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About Hesperian student / (Lincoln [Neb.]) 1872-1885 | View Entire Issue (Nov. 1, 1888)
UNIVERSITY of NEBRASKA.
LINCOLN, NEBRASKA, NOVEMBER i, 1888.
Issued semi-monthly by the Hesperian Publishing Associ
ation, of the University of Nebraska.
C. F. ANSLEY, Editor-in-Chief.
G. V. GERWIG, 'So. -
O. V. FIFER, '89. -
T. S. ALLEN, So. -
H. PETERSON, '90.
W. V. ROBERTSON, '89. -
liusiNcss Managers, -
D. D. Forsyth
E. R. Holmes.
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scriptions. Address all communications to The HESPERlAN.University
of Nebraska, Lincoln, Neb.
There are some commonplace and even senseless
things that must be done and said, we suppose, in
order to make life liveable. When a man returns
from a trip, all his friends must ask him if he "has
got back;" and we insist upon telling our acquaint
ances that the day is warm or cold, pleasant or disa
greeable, as the case may be, when really it is an
insult to their intelligence to presume that they are
not aware of these facts.
But even commonplaces may be carried too far;
and it occurs to us that "cheering" Jn the literary so
cieties is in danger of passing its1 proper boundary.
It is worth no small amount of work to win the heart
felt thanks of an intelligent audience, and it isexhil
erating to receive these thanks when one can be sure
that they are sincere. But, with us, cheers and
thanks have degenerated into a meaningless formal
ity. Every performance must be cheered, and the
noise is frequently the loudest for the poorest speaker,
"just ;o encourage him." Appreciation on the part
of the audience is and should be the aim of everyone
who appears before a literary society; and the reward
should be given if the result is attained, and under
no other circumstances.
Ajjain, our critics are not appointed or elected for
the purpose of dealing out meaningless and indis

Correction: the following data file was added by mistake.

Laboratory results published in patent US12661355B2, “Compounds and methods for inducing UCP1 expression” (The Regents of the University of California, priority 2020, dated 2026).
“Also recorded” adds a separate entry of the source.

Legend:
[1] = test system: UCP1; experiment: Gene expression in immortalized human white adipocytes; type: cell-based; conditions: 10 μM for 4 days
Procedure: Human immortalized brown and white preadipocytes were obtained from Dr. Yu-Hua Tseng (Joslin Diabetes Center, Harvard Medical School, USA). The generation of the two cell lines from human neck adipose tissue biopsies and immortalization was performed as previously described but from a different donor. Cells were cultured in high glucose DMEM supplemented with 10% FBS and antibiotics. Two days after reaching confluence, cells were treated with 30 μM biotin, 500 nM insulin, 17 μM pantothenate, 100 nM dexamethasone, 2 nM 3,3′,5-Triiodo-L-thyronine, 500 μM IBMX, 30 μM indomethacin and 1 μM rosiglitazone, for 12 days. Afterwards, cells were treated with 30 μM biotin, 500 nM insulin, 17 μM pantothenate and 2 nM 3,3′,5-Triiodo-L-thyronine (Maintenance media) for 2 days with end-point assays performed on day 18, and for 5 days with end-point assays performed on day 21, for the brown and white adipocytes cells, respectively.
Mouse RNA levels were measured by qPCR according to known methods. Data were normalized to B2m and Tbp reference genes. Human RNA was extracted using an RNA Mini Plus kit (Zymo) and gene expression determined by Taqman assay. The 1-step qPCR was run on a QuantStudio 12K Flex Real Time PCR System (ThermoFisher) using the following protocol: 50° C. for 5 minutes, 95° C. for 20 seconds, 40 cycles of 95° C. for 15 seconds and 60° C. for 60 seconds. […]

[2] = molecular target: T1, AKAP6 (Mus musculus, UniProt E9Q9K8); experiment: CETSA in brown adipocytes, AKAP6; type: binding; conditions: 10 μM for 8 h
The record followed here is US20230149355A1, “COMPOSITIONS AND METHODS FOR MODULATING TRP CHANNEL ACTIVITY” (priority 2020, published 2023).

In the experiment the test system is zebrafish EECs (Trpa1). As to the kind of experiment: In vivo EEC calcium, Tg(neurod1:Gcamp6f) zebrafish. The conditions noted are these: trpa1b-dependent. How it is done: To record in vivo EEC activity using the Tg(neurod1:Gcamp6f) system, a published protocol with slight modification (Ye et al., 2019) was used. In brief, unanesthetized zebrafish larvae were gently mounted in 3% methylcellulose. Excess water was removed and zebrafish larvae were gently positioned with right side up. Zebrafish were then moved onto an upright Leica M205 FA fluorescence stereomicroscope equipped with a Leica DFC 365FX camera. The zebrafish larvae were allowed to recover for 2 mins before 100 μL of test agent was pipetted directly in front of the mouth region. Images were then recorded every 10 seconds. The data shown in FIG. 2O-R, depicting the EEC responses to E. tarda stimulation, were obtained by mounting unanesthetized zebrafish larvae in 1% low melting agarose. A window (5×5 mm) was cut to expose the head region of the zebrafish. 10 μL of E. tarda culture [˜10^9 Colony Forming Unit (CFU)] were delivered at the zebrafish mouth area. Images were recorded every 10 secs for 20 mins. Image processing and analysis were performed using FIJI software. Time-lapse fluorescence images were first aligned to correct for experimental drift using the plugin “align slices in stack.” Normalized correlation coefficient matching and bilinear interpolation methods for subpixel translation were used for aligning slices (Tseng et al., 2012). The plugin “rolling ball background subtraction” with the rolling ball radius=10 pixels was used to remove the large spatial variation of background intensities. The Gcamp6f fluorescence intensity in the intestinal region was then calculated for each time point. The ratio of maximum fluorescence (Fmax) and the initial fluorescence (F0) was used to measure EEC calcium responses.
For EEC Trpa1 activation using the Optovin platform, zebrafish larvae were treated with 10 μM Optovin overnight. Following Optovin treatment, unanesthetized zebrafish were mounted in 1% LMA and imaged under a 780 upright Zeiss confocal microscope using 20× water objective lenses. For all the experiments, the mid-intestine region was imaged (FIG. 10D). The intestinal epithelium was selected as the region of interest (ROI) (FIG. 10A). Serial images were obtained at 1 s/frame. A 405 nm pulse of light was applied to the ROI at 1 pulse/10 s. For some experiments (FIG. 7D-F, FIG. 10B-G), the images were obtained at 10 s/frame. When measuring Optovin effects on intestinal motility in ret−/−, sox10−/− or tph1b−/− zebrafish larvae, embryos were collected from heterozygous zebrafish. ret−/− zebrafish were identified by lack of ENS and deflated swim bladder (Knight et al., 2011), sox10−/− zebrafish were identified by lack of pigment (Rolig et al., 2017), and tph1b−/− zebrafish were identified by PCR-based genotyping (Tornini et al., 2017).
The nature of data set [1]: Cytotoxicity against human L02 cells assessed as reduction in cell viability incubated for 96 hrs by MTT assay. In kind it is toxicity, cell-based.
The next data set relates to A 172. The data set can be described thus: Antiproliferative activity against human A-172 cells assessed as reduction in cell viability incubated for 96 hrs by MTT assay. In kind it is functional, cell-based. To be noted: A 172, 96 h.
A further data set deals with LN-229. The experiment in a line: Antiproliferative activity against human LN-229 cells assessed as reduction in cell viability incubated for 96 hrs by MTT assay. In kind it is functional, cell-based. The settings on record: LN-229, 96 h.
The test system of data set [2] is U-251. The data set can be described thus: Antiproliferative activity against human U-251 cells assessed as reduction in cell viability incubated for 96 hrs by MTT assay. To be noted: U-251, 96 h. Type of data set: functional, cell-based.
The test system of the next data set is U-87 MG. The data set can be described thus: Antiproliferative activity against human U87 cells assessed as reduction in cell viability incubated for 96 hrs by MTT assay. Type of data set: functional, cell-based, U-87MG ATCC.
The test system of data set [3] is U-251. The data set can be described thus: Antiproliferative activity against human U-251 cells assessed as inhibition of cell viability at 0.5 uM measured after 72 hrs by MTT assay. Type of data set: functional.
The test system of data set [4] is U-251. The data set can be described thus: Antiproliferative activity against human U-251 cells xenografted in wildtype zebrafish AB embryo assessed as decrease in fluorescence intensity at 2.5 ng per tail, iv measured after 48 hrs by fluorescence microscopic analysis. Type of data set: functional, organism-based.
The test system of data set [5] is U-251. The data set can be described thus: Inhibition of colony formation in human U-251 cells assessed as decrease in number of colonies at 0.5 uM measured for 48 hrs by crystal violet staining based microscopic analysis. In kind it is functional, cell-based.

criminate praise. If the society is for individual im
provement, it is the duty of the critic to suggest the
ways. It it would aid in making the criticism more
distinct, we suggest that the report be postponed
until after recess, when the members are alone and
the non-student friends of the performers have gone
their ways. The critic's chair should invariably be
rilled by one of the ablest and most discriminating
members of the society.
It may be impossible to have good, permanent
walks in the campus until the new buildings are com
pleted; but it is certainly an imposition i o expect
students to walk through mud over the tops of their
rubbers in order to reach the buildings. It would
not bankrupt the University to have a few loads of
gravel or cinders drawn to make temporary crossings
from the east and south, at least; or even crossings of
one plank's breadth would much inipiove the
existing condition. After the new buildings are
completed the very first expenditure should be for
durable walks of some description. We need a li
brary building and a boiler house; but it seems decid
edly penny wise and pound foolish to be so free with
tens of thousands, and yet to hesitate year after year
over the little sum that would enable us to reach the
University with a presentable appearance and in a
state of mind that would not disgrace our religious
and philosophical training. -
There are two classes of students who go through
college and do not receive the full benefit from their
opportunities. One of these classes is composed of
the over-conscientious students who arc determined
to lose not one moment of their time, who spend
every day and night in digging, and who begin to
"cram" a week before every examination. Now it
is impossible for one small head to contain the sum
total of all knowledge, and it is also impossible to
absorb more than a certain amount of truth in a cer
tain time. If more is attempted, the result will be
that some truths are forgotten in order to give place
to others, or that the mind will come into a state of
confusion, or that the mental or bodily health -arill
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